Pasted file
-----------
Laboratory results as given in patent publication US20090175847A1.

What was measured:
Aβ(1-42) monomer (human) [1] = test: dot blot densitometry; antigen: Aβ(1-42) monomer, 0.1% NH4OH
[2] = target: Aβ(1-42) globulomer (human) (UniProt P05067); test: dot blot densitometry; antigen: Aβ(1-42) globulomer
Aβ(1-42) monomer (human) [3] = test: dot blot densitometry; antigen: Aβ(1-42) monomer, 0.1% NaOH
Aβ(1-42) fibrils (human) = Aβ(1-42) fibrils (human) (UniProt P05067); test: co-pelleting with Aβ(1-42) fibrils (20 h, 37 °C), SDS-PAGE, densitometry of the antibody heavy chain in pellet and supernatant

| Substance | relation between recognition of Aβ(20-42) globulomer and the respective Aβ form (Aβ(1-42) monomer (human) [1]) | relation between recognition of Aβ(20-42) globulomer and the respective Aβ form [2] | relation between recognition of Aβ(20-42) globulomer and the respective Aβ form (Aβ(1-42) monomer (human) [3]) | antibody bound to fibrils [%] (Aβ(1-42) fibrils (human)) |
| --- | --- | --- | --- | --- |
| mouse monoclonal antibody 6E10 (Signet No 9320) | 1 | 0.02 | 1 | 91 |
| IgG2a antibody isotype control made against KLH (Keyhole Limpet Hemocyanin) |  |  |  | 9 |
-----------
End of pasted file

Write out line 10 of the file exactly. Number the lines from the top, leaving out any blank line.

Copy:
| IgG2a antibody isotype control made against KLH (Keyhole Limpet Hemocyanin) |  |  |  | 9 |